first_imgTwo hundred and fifty-one students graduated from the Georgetown School of Nursing on Thursday. This number comprises 110 professionally registered nurses, 56 midwives and 85 nursing assistants.Leola Charles, a graduate from the Professional Nursing Programme of the Georgetown School of Nursing, and now a registered nurse, has emerged as the 2018 valedictorian. Charles, along with others, received special awards for their outstanding performances and special skills demonstrated throughout their course of studies.This year’s graduation marks the school’s 31st Biennial ceremony, where scores of young professionals have received certification to provide services in the public health sector. The graduation exercise was hosted at the National Cultural Centre.In her valedictory speech, Charles encouraged her batch along with those who have completed other programmes, to be trailblazers in their respective fields, as they transition fully into the world of work.“Let us leave a trail that others will be proud to follow. Class of 2018, as graduates, we face many uncertainties in both the immediate and distant future; however, it’s up to us to make a difference to have people say honourable things about us and leave the impression that you never gave up on yourself,” Charles is quoted by the Department of Public Information as saying.Charles was the recipient of the Public Health Minister’s Award and the first-ever PAHO/WHO award among several others in recognition of her stellar performanceValedictorian Leola Charles receives her award from Public Health Minister Volda Lawrenceboth in theory and clinical practices.In her address to the gathering, Public Health Minister Volda Lawrence said since her appointment to the sector, she has worked assiduously with the faculty of health sciences and education to make necessary changes to nursing education.To this end, the Minister expressed her confidence in the graduating batch’s preparedness to be deployed into the public health system. She further added that the citizens of Guyana can be reassured of quality health services being delivered to them by these professionals.The graduates were also encouraged to demonstrate an excellent level of patient care as they all have an important role to play as servants in the public health sector.“We at the Ministry recognise that you are the pillars of a sustainable and an effective health system the core of the next generation of nurses on whom Guyana will depend for a resilient and robust health structure,” Minister Lawrence said.Midwife Ann Ferguson-Goppy, registered Nurse Melissa Emanuel and Nursing Assistant, Sherl Daniels, all excitedly highlighted their journey to completing their individual programmes.The graduation ceremony saw several persons from this year’s batch receiving special awards in the areas of interpersonal skills, management and leadership qualities and overall outstanding performances in theoretical studies and clinical practices.Among those graduating was Batch 125A, who was a part of approximately 200 students, who retook the State Final Examinations and attained 100 per cent passes in 2017. This batch received timepieces compliments of PAHO/WHO in recognition of their overwhelming performance.The Georgetown-based nursing school have over the years been hit by many controversies. Last year, 150 students who wrote the nursing exams, which were allegedly compromised, had to rewrite the exams.An investigation was launched after it was reported that the nurse’s examination papers were leaked before the sitting and assessment of 250 nursing students.last_img read more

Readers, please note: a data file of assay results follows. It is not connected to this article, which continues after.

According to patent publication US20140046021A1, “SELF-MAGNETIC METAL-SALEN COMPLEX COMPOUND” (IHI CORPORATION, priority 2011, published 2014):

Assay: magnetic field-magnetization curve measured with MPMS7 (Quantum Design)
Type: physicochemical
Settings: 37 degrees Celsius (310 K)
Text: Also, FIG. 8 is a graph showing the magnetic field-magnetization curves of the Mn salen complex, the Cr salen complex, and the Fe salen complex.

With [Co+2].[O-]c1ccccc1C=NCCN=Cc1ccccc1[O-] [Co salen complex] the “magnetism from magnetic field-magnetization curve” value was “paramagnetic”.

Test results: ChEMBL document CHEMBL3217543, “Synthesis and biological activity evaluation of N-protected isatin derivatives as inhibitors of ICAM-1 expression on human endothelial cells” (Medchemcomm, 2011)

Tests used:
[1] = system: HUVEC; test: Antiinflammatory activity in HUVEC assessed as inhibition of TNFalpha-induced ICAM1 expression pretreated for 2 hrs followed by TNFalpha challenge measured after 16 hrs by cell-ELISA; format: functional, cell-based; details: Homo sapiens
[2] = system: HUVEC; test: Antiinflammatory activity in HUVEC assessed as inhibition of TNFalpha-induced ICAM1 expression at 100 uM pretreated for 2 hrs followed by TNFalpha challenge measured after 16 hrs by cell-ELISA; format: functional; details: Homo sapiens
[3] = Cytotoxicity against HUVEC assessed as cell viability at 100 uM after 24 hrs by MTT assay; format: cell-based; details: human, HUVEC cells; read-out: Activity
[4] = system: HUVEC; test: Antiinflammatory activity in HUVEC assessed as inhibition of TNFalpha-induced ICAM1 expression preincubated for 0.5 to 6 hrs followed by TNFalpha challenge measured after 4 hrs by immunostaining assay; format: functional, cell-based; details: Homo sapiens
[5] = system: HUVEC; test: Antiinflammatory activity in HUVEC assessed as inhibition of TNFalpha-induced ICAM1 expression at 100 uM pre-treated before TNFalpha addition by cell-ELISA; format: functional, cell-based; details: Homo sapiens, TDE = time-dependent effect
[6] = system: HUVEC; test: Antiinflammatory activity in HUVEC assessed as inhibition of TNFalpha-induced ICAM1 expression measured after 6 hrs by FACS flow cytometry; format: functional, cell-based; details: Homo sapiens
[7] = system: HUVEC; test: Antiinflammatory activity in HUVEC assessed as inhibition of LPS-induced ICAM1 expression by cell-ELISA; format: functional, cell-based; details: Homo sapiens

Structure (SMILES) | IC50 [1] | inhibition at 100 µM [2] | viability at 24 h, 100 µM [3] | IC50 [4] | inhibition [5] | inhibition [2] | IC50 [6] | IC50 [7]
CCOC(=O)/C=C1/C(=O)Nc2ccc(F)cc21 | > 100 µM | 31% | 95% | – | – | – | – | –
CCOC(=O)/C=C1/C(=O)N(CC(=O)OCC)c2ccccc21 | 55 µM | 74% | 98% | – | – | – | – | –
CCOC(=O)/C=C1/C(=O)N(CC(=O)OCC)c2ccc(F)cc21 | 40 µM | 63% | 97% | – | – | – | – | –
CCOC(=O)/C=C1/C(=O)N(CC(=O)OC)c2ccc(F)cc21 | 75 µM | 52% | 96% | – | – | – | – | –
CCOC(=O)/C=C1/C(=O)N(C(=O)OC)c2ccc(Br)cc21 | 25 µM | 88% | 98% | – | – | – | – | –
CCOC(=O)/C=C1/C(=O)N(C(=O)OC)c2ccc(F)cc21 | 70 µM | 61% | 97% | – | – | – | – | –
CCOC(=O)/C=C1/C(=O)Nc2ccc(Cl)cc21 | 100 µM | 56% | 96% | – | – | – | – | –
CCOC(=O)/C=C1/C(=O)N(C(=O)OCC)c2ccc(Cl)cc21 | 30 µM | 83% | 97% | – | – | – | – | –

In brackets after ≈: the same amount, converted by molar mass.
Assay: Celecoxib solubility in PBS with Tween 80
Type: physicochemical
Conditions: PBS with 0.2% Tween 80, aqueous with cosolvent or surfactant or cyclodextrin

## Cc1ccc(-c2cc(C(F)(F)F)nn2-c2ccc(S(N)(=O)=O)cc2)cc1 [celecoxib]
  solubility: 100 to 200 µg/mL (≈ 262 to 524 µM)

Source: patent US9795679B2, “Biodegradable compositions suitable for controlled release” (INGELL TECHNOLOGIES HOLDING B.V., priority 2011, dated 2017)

first_imgABU DHABI, United Arab Emirates – Vice President Dick Cheney told U.S. troops in Iraq on Thursday that he knows they’re suffering hardships from extended deployments but the longer stays are “vital to the mission.” His words were greeted with restrained applause at a rally on a U.S. military base near Saddam Hussein’s former hometown of Tikrit. On his second day in Iraq, Cheney also held classified meetings with U.S. military leaders and emerged repeating the words of the top U.S. commander in Iraq, Gen. David Petraeus, that “we can expect more violence” ahead. From Iraq, Cheney flew to this Persian Gulf nation, the second stop on a trip that also will include visits to Saudi Arabia, Egypt and Jordan. The purpose of his trip is to persuade Arab allies in the region to do more to help stabilize Iraq and promote ethnic reconciliation there. Today, Cheney is to visit the aircraft carrier USS John C. Stennis, steaming in the Persian Gulf not far from here. A couple of thousand soldiers, clad in camouflage uniforms and with rifles slung on their shoulders, greeted the vice president at a mess hall at Camp Speicher, the desert post near Tikrit. Specialist Eric Emo, 23, of Sedalia, Mo., whose Army unit is based in Fort Riley, Kan., said most of his fellow soldiers are unhappy about the deployment extensions, from the current 12 months to 15 months, but understand the need for it. In terms of hostile activity, he said, “conditions around here have gotten a lot worse.” He said there has been a particularly sharp increase in the number of roadside bombs. One of the last warm-up acts before Cheney’s appearance was a top10 list of reasons to love Iraq. The No.1 reason was: “Where else can you get a 15-month vacation and call it the luxury extension plan?” Officials said the three-month extension would affect nearly everyone on the base, where 10,000 to 12,000 U.S. troops are stationed. Cheney took on the issue in his speech moments later. “Many of you have had your deployments extended, and that puts an unexpected hardship on you and your families,” he said. “I want you to know the extension is vital to the mission. The Army and the country appreciate the extra burden that you carry.” Despite rising opposition in Washington to President George W. Bush’s military buildup, Cheney said terrorists have made Iraq the place they want to fight and “we will stay on the offensive. We will not sit back and wait to be hit again.” Maj. Gen. Benjamin R. (Randy) Mixon, commander of coalition forces in northern Iraq, said morale generally remains good “in terms of staying focused on the mission.” “They understand perfectly the reason the mission’s been extended,” Mixon told reporters. He said the blanket three-month extensions helped take the guess work out of the policy. “They want to know the exact day they’re going back. That gives them something to focus on,” he said. Cheney is expected to press Saudi Arabia, Egypt and Jordan to try to use their influence with Arab Sunnis in Iraq to help reduce sectarian tensions. At the same time, he has criticized Iran’s growing influence among Shiites in Iraq and its possible role in providing sophisticated weapons to Iraqi insurgents to use against U.S. troops. The vice president denied that the conflict in Iraq was fast developing into a proxy war between Saudi Arabia and Iran. “That’s not the way I perceive it,” he said in an interview with Fox News.160Want local news?Sign up for the Localist and stay informed Something went wrong. Please try again.subscribeCongratulations! You’re all set!last_img read more